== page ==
Also, Cargill’s cultures for Cheddar cheese allow customers to use an inoculation rate about 30% lower than traditional DVC cultures. The cultures provide superior flavor development and a high-quality body and texture characteristic of American and Cheddar styles of cheese. Specially formulated strain profiles provide cheesemakers with improved phage resistance and consistent performance throughout the series.
Dairy Foods: Dairy processors create flavors to fit regional preferences. Discuss how your cultures aid in the creation of different flavors.
Curic-Bawden: In most countries and regions, yogurts and fermented milks are made using just milk and cultures; no starch or stabilizers are allowed. In some areas, milk contains lower protein levels, and in others, keeping milk cold throughout the chain is a challenge. Therefore, the quality of yogurt depends exclusively on the quality of milk, the right choice of cultures and adequate process parameters.
By careful selection of all ingredients and process parameters, one can achieve mild or traditional strong yogurt flavors. Strong and medium yogurt flavors are desired for drinkable yogurts containing fruit or Greek-style drinkable yogurts. Mild yogurt flavors are a better fit for products formulated for desserts or indulgent flavors such as vanilla, caramel or chocolate.
van Erp: Our new cultures are inspired by the cultures naturally found in regional, authentic products. We utilize our application insight to form the right blends from our versatile culture strain collections to tap into the local flavor preferences.
Keely: DuPont has a large collection of lactic acid bacteria, probiotics, adjunct ripening and protective cultures which allow the development of special taste and texture profile and fit shelflife or food-safety requirements for the different regional products, including cheese and fresh fermented dairy.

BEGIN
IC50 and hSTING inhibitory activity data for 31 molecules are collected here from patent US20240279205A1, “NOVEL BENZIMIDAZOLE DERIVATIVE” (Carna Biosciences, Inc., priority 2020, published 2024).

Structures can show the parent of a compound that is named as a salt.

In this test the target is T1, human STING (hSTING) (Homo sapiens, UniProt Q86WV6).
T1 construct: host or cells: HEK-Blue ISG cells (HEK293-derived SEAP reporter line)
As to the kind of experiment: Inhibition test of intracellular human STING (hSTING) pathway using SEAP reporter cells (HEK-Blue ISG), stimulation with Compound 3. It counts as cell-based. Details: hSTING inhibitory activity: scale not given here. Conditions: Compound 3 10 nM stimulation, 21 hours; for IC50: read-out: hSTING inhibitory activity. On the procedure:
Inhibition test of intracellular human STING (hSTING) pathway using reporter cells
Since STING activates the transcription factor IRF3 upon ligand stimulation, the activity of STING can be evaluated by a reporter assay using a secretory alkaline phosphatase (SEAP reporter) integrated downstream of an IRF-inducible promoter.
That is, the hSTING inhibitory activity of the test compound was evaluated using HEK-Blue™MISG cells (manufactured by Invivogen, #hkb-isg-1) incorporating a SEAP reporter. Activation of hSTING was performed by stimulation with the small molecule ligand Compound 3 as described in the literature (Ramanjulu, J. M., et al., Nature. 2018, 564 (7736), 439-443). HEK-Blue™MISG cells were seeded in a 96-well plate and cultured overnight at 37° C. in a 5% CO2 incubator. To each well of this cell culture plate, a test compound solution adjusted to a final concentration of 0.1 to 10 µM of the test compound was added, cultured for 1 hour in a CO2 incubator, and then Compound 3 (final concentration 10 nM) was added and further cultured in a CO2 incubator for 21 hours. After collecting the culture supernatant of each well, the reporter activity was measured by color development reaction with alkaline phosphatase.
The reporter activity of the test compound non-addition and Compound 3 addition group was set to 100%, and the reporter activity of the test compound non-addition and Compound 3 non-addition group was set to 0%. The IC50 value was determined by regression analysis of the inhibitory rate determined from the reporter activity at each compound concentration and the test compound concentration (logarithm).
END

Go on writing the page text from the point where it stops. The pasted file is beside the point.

Budde: In the production of cheese and fresh fermented products such as yogurt, sour cream, quark and buttermilk, cultures play a crucial role during all manufacturing phases. During cheese manufacture and ripening, proper culture selection contributes to development of the desired flavor, texture and appearance as well as preventing the development of undesirable flavors. Cultures also play a key role in determination of final moisture level and yield. In the production of yogurt and other fermented milks, cultures are used to produce acid, flavor and, in some cases, carbon dioxide and/or polysaccharides. These ensure the development of the desired taste, texture and appearance.
In addition to providing specific culture functionality, we share comprehensive knowledge and expertise with our partners as we work closely to develop, support or enhance our customer’s final product targets. And, we offer a wide range of acidifying cultures, adjunct cultures and enzymes available as mix-and-match components, allowing manufacturers to select a customized combination of culture and enzyme components to meet the specific needs of their customers and markets.
Dairy Foods:Please share an example of a product using such a culture.
van Erp: A perfect example is the Dahi culture range with local flavor preference developed specially for India. Another example is our sour cream range, which is tailored to different unique regional taste and texture preferences from fresh lactic to buttery-creamy, and from high-fat to low-fat texture. Our Ayran culture range uses a precise culture combination to deliver the desired mouthfeel and the fresh lactic taste for a Turkish yogurt drink, which has a high water content.